Meanwhile, Sinn Féin’s Cllr David Dunne called for the special meeting to be widened out to include groups assisting the homeless, housing bodies and the gardaí.
He claimed there were ten people living in the derelict Clonmel Arms Hotel building at the moment because they have nowhere else to go.
The council’s new Housing SPC Chairman Cllr Kieran Bourke pointed out that a lot of the solutions to this crisis were outside the control of Tipperary County Council’s Housing Department including the grant aid to refurbish vacant social homes.
He blamed “red tape” between the council and Department of Housing for the slow turn around in refurbishing and re-letting vacant council houses.
Council CEO Joe MacGrath acknowledged councillors’ desire and necessity to have a discussion on this issue but stressed there had to be some balance given.
He said staff in the council’s Housing Section, who were “working night and day” to deal with housing issues. And he insisted the council was “over achieving” on every single housing target set for it.
He echoed Cllr Bourke’s point that the difficulties with housing were a national issue and he cautioned councillors about giving an impression that a special meeting would resolve these issues.
If a special meeting was to be held, he advised that preparations needed to be made if the council was to seek the Government to bring forward measures to address the problems with housing.
He suggested the council’s Director of Housing be given time to consider issues raised by councillors in order to respond to them constructively.
Mr MacGrath suggested the special meeting on housing be incorporated into the council’s July meeting where a full detailed housing report will be given. He promised that whatever time councillors required would be devoted to the housing crisis at that meeting.
He pointed out that the council’s Director of Housing and her team were always available to deal with specific issues.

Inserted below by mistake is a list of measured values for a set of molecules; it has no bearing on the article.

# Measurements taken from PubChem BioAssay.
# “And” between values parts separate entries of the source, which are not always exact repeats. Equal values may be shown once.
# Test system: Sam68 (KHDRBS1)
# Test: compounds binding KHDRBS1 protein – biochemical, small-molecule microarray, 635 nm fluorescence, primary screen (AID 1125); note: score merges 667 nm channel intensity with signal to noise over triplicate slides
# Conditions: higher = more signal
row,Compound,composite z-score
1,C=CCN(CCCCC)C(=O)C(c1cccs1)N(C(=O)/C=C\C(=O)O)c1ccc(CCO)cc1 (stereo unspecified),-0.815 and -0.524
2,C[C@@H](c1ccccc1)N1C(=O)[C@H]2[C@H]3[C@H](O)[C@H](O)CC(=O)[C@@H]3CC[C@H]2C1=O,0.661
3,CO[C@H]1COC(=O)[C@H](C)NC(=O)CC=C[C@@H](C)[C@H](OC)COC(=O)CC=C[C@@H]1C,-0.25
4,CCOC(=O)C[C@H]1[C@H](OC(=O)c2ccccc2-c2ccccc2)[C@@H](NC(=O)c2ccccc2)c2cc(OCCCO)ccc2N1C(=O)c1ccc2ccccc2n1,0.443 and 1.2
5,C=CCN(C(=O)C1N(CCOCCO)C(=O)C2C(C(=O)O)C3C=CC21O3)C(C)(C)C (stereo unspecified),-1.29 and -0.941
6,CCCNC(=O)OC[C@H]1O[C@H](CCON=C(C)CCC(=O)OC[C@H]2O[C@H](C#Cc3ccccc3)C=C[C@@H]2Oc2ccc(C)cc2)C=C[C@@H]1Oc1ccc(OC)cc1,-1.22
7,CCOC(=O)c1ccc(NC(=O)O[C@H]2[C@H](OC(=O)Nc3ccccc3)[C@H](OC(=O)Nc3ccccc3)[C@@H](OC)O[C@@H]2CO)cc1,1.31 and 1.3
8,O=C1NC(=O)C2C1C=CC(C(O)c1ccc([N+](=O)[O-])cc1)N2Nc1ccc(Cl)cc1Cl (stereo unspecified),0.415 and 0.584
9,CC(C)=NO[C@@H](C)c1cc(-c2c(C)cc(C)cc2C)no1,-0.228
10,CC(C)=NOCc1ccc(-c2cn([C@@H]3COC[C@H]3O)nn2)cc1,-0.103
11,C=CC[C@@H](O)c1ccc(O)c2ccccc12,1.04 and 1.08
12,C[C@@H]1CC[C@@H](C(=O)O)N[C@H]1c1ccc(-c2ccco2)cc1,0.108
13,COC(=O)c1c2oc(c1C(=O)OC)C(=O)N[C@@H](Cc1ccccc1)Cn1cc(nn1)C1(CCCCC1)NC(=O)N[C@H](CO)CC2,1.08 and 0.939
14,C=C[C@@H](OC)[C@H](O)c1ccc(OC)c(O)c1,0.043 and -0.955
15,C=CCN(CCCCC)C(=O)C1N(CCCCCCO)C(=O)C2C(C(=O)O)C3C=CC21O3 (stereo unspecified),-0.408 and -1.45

Cllr Hourigan said she “totally disagreed” with delaying the special meeting until July due to the urgency of the situation, which needed to be tackled “head on”.
She questioned why vacant council houses requiring just minor repairs were left empty for long periods and asked was it the council or Department of Housing’s policy to “rip out” these houses and put a huge amount of money into them. “The amount of money that is actually being wasted is criminal in my opinion,” she declared.
Mr MacGrath described Cllr Hourigan’s comments as “totally unfair” as they wrongly gave the impression nothing was being done about vacant houses.
He said the council’s Director of Housing should be given the opportunity to talk about what was being done with vacant council homes. The council had spent millions of euro on refurbishing these houses for re-letting to tenants.
Cllr Hourigan apologised to the CEO if her remarks upset him but questioned why the council couldn’t accommodate homeless people in empty social homes requiring minor refurbishments rather than having them sleep in cars or on a couch.
Council Cathaoirleach Cllr Marie Murphy argued that the repair and re-letting of vacant social houses was moving much quicker now than two years ago because of the system now in place.
Cllr Bourke intervened and said he would call a meeting of the Housing Strategic Policy Committee over the next few days to discuss the crisis and asked councillors with suggestions and concerns to bring forward at this meeting to contact him or the
Director of Housing Sinead Carr. “We can then see when this special meeting will take place,” he said.
Mr MacGrath welcomed Cllr Bourke’s proposal as very helpful and said he would discuss it with the Director of Housing.